Blue Ribbon Panel/Redefinition of those Served by the Programs and Facilities of the Department of Veteran Affairs: AFSA is concerned about intentions toward the application of the decisions of the 'blue ribbon panel' set up as part of recent years' concurrent receipt legislation. We hope that, as part of this process, that veterans' associations have an opportunity to provide input into the panel's deliberations. The panel's goal is stated to assess the VA's disability system to ensure that the disability compensation for damage done by military service is being paid properly. While we applaud this decision and understand the budgetary constraints faced by these committees, we ask that the following items be included in deliberations on the impact of future decisions as they will apply to current veterans.
Obviously, budgetary parameters/limitations must be set by sound fiscal decisions. However, one dynamic of changing the definition of those who are to be served by the Department of Veterans Affairs in the future is that these decisions can have a life-altering affect on current veterans and their families. Many have already made decisions to purchase housing near a VA facility and have made other financial and life-altering decisions based on earlier decisions and philosophies of governmental decision makers.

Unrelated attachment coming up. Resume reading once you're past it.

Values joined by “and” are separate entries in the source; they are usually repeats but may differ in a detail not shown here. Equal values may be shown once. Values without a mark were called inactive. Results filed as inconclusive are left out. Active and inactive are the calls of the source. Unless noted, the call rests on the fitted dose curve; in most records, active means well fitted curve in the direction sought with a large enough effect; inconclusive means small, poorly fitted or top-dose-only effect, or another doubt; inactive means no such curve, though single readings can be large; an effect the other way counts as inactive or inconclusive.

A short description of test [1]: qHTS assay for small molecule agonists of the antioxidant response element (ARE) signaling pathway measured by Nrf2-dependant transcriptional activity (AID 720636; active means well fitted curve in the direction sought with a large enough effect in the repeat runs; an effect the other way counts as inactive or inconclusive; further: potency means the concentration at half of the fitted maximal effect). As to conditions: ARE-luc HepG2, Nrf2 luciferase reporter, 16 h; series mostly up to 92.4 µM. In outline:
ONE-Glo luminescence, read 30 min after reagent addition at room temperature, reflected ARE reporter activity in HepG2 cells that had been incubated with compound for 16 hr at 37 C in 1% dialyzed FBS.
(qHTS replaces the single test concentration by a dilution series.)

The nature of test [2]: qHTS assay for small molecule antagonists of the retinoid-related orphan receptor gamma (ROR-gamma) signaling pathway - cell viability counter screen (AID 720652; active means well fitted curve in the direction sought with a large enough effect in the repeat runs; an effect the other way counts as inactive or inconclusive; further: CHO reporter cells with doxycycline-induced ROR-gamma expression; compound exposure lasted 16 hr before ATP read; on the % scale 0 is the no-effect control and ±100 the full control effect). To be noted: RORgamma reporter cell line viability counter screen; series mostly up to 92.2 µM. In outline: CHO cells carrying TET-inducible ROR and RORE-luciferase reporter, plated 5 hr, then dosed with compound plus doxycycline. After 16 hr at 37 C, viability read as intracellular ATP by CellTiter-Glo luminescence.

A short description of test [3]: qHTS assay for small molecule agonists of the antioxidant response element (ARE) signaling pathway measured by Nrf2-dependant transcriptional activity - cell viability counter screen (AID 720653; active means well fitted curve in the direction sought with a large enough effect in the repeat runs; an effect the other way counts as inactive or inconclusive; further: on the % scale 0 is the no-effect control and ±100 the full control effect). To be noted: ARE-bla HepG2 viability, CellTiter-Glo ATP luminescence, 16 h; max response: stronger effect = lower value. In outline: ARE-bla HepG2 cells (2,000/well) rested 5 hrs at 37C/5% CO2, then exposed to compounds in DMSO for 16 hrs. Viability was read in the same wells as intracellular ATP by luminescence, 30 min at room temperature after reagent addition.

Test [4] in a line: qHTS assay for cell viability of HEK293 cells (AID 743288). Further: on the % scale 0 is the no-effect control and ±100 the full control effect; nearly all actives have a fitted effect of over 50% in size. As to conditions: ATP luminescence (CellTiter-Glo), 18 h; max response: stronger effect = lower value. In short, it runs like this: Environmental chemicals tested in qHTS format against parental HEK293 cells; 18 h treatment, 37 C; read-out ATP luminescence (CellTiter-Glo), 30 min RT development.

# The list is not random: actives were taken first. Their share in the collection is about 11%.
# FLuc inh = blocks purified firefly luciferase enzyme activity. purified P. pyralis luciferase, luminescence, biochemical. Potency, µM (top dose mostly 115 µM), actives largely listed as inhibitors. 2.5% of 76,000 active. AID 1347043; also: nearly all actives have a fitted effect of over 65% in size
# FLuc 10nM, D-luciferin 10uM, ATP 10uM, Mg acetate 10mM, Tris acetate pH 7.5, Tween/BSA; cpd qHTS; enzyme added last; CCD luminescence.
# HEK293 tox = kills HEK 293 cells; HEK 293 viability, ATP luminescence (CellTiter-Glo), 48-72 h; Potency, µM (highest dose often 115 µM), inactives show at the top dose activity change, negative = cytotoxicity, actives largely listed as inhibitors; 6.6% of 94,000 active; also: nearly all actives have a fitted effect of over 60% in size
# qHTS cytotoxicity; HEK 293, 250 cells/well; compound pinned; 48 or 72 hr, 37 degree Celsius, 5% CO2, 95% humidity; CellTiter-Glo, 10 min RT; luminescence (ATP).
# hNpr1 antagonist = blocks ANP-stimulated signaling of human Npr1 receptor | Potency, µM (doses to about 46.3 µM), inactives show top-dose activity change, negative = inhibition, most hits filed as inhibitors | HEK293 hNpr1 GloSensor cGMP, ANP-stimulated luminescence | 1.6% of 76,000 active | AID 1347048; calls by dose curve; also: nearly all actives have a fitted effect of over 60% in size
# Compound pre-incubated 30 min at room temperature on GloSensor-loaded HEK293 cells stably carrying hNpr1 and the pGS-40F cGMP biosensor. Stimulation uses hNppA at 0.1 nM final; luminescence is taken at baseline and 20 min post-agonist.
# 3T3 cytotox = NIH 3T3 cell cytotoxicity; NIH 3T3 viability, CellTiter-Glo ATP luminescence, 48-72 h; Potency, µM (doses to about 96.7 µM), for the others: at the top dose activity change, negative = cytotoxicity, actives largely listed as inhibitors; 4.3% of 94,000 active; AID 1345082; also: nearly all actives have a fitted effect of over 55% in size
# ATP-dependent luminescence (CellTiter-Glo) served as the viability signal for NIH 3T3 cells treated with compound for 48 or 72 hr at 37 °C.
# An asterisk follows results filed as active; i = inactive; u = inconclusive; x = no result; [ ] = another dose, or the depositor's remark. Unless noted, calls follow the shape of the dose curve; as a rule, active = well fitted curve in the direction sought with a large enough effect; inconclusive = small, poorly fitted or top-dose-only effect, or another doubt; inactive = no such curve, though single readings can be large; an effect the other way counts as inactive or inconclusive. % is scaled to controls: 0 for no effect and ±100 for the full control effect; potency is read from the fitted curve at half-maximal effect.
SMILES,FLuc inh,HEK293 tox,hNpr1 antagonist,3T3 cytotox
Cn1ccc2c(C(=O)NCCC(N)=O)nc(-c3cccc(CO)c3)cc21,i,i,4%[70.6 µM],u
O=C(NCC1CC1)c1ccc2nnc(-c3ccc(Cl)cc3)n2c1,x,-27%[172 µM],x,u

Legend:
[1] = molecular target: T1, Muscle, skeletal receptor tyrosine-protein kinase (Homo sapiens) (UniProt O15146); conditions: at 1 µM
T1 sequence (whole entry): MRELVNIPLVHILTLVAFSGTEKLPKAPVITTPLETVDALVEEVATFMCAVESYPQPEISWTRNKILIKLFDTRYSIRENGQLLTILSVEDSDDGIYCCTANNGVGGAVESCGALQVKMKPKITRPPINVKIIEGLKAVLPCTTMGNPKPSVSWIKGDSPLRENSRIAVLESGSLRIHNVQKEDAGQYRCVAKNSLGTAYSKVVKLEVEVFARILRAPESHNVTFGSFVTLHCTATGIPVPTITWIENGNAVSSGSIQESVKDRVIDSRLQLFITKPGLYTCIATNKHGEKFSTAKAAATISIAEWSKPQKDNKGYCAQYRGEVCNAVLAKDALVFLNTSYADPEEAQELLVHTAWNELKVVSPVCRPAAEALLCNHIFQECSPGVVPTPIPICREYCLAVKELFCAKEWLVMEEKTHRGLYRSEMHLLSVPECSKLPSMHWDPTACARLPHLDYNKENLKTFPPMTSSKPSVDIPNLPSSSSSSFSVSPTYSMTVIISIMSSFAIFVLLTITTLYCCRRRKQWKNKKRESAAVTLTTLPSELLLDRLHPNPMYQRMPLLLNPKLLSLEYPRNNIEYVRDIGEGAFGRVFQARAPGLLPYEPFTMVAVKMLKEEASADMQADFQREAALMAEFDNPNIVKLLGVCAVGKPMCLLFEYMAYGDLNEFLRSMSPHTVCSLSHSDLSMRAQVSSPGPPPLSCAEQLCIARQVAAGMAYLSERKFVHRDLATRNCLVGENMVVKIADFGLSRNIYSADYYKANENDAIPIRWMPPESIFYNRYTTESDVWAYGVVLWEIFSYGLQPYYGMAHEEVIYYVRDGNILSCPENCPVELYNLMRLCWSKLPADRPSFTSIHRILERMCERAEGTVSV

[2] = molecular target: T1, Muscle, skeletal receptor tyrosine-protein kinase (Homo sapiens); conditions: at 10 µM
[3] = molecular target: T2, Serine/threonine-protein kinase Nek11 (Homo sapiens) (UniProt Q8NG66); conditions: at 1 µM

Whether these committees made such 'access' decisions in the past (as to who would be eligible for full access to VA programs) based on the urging of veterans groups, the voters, their fellow members of Congress, or simply fiscal restraints, the ultimate decisions were made by Congress. As such, once the congressional decisions are signed into law, it is understandable that veterans would have a reasonable expectation that the VA programs available today will be available on the same terms in the future. Accordingly, these veterans make/made life-affecting decisions based on their faith and trust in the United States government.